Bibliographic Information: Friedman, I. R., & Say, A. (1984). How My Parents Learned to Eat. Boston: Houghton Mifflin.
Brief Annotation: A Japanese schoolgirl and an American sailor stationed in Yokohama meet and want to enjoy a meal together, but cannot because of their fear of different eating styles. With help from family and friends, they each learn the others culture and are able to enjoy a meal together.
Grade Level: K-2
Readers who will like this: Readers who like to eat; readers with a Japanese background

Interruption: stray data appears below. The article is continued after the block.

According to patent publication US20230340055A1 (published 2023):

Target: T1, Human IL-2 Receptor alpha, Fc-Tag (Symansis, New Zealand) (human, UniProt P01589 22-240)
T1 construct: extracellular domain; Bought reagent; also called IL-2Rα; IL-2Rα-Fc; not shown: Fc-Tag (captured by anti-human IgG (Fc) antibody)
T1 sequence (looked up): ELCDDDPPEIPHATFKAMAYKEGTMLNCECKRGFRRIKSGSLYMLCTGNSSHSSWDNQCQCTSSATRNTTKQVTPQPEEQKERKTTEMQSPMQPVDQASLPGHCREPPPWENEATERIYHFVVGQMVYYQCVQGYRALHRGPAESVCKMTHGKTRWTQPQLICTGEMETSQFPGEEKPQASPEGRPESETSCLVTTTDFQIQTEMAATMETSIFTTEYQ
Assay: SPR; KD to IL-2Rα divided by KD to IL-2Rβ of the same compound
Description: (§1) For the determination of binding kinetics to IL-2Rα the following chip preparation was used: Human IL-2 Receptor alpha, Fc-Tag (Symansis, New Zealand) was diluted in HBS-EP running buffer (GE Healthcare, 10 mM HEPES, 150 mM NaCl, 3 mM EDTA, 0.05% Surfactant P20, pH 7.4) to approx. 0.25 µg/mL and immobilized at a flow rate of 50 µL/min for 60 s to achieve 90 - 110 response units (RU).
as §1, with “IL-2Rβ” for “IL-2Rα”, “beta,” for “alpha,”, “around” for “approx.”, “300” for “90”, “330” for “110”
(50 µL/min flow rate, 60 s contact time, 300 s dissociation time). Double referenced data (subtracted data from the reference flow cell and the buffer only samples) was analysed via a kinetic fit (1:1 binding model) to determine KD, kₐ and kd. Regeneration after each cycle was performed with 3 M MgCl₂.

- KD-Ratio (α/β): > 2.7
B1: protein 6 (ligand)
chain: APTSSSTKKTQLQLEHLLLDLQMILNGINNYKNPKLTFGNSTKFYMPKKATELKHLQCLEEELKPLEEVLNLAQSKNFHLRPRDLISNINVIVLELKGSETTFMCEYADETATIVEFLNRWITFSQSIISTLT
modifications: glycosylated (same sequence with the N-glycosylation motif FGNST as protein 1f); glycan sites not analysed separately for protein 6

Rating/Response: 4 An important message on culture and respect is shared through this charming story of two individuals simply sharing a meal. Not only does this book teach readers the basic traditions of Japanese and American meal rituals, but it also shows the value of compromise and harmony that can be shared between diversities.
One question you would ask before a read aloud: (Have a set of chopsticks and silverware) “Who can tell me what these two things have in common?”
Reading Strategy: Social Studies
Rationale for Strategy: This book is a great tool for introducing students to different cultures and traditions shared around the world.
Posted by: Sammi Keller